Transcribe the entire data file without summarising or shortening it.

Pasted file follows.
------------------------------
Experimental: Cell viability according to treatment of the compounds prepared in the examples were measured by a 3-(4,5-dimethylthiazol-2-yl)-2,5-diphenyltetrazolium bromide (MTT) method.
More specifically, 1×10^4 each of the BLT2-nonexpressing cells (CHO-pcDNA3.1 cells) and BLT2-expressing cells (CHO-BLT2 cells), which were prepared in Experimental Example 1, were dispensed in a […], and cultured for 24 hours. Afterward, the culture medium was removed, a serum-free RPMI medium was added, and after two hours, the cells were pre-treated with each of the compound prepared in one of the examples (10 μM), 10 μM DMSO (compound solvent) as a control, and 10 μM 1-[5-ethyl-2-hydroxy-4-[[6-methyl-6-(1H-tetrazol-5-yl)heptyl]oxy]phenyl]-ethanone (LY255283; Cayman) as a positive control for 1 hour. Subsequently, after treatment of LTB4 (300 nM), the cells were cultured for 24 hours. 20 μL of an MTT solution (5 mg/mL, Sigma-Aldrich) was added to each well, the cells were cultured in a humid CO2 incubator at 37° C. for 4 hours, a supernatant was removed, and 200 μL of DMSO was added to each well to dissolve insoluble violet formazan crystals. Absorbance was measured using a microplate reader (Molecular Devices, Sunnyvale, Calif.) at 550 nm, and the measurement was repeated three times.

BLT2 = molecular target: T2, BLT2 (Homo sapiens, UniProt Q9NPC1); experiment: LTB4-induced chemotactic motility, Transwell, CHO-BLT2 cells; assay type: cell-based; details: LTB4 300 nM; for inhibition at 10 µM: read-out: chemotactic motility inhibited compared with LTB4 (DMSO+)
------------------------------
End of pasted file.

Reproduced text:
Experimental: Cell viability according to treatment of the compounds prepared in the examples were measured by a 3-(4,5-dimethylthiazol-2-yl)-2,5-diphenyltetrazolium bromide (MTT) method.
More specifically, 1×10^4 each of the BLT2-nonexpressing cells (CHO-pcDNA3.1 cells) and BLT2-expressing cells (CHO-BLT2 cells), which were prepared in Experimental Example 1, were dispensed in a […], and cultured for 24 hours. Afterward, the culture medium was removed, a serum-free RPMI medium was added, and after two hours, the cells were pre-treated with each of the compound prepared in one of the examples (10 μM), 10 μM DMSO (compound solvent) as a control, and 10 μM 1-[5-ethyl-2-hydroxy-4-[[6-methyl-6-(1H-tetrazol-5-yl)heptyl]oxy]phenyl]-ethanone (LY255283; Cayman) as a positive control for 1 hour. Subsequently, after treatment of LTB4 (300 nM), the cells were cultured for 24 hours. 20 μL of an MTT solution (5 mg/mL, Sigma-Aldrich) was added to each well, the cells were cultured in a humid CO2 incubator at 37° C. for 4 hours, a supernatant was removed, and 200 μL of DMSO was added to each well to dissolve insoluble violet formazan crystals. Absorbance was measured using a microplate reader (Molecular Devices, Sunnyvale, Calif.) at 550 nm, and the measurement was repeated three times.

BLT2 = molecular target: T2, BLT2 (Homo sapiens, UniProt Q9NPC1); experiment: LTB4-induced chemotactic motility, Transwell, CHO-BLT2 cells; assay type: cell-based; details: LTB4 300 nM; for inhibition at 10 µM: read-out: chemotactic motility inhibited compared with LTB4 (DMSO+)